Some thoughts on: The Sky is Everywhere

Note: This review contains spoilers regarding The Sky is Everywhere by Jandy Nelson.

Ever since I read (and loved) I’ll Give you the Sun by Jandy Nelson, I have wanted to read The Sky is Everywhere. When I finally picked it up I was desperate to love it, and unfortunately I just didn’t 😢😢.

Th Sky is Everywhere is basically about a girl named Lennie whose sister has just died suddenly. It follows her and her family to an extent (her mum abandoned the sibling when they were young so Lennie lives with her Grandma and Uncle) as they deal with their grief and try and move on with their lives. It also features a love triangle and lots of poetry.

Before I picked up the book, I didn’t actually know that one of the central topics was a love traingle. As soon as I did discover this, I was a bit tentative because love triangles are literally one of my least favourite YA tropes. To be honest though, I didn’t mind the love triangle in this one so much. I think this is mainly because it was so clear that Lennie wasn’t in love with Toby, she was just struggling with her grief.

Love triangle aside though, I was confronted by another trope that I really hate in any genre to be honest and that is two girls being pitted against each other for no apparent reason. I am, of course, talking about Rachel. I never really understood the rivalry between Rachel and Lennie and more importantly, the reason for it. I just didn’t feel like the story needed this conflict and actually didn’t like Lennie calling Rachel a bitch, especially when she was annoyed at Rachel about Joe. To be honest it just felt a bit old fashioned and, personally, I’m not sure why it needed to be there.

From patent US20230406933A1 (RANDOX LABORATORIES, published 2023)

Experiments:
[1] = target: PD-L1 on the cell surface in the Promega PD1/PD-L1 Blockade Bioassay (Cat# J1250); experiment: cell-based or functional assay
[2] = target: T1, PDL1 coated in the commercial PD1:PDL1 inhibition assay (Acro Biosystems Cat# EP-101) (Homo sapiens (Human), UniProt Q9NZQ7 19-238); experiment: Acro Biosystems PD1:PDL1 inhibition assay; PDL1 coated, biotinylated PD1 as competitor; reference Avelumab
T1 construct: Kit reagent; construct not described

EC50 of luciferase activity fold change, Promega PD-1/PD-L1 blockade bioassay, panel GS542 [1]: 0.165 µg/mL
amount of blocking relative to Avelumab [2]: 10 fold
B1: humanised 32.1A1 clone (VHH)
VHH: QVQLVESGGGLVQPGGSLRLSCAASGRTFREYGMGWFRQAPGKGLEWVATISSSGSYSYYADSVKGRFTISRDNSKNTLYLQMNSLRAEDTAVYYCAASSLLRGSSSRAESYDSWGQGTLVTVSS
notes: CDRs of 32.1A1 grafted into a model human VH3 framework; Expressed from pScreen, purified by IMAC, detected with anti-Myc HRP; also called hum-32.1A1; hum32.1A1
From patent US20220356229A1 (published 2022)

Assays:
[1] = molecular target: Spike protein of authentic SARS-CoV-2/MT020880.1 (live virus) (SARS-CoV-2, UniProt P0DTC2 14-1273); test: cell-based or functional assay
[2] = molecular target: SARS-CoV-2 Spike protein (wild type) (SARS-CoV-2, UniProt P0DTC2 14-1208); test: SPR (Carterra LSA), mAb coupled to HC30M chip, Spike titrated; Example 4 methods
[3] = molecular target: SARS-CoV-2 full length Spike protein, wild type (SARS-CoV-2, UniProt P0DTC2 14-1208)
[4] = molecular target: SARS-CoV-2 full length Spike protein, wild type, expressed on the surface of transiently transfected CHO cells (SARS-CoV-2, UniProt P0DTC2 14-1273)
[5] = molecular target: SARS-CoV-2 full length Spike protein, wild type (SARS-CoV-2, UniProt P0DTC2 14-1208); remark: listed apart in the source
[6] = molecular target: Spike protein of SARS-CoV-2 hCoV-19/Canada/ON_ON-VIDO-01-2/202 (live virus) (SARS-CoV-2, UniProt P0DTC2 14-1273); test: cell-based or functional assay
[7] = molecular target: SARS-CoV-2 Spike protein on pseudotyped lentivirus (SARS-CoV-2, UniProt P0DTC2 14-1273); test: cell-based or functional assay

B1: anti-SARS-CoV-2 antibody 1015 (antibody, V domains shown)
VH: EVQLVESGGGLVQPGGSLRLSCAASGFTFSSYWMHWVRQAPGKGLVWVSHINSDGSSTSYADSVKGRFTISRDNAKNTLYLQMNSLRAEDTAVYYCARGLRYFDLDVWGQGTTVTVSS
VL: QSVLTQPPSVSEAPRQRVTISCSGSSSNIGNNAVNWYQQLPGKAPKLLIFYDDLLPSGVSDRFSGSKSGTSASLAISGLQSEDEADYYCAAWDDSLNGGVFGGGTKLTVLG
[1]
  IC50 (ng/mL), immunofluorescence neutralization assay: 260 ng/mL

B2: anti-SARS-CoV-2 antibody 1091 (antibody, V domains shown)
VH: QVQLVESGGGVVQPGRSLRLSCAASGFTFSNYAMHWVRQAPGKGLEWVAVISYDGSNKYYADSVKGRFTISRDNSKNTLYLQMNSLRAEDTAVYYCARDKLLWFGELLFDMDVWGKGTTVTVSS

On a more positive note, one thing I did like about the book (and when I say like I mean love!) was the poetry by Lennie scattered throughout. I just thought it was absolutely beautiful and sometimes when I was struggling to motivate myself to read this book, I would remind myself there was a poem coming at the end of the chapter. It was just beautiful.

There was also one other section of the book where I was like ‘yes, I love this’ and this was a passage quite near the end of the book where Lennie talks about her grief. She says:

My sister will die over and over again for the rest of my life. Grief is forever. It doesn’t go away. It becomes part of you, step for step, breath for breath. I will never stop grieving Bailey because I will never stop loving her. That’s just how it is. Grief and love are conjoined, you don’t get one without the other. All I can do is love her and love the world, emulate her by living with daring and spirit and joy. 

I really do love this passage, it feels like poetry written as prose. In an interview with Jandy Nelson in the back of my edition of the book, Nelson says that this passage is ‘the whole book crammed into one paragraph’. So basically, I think I’m left in a situation where I love the message of the book, I’m just not that fond of the story.

Note

So I feel a little bad at the moment because I feel like I have done two quite negative reviews in a row and I hate being down about books! To deal with this situation I have started rereading Carry On by Rainbow Rowell which I know I love so hopefully I can post a positive review of that soon!!

 

 

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2 thoughts on “Some thoughts on: The Sky is Everywhere

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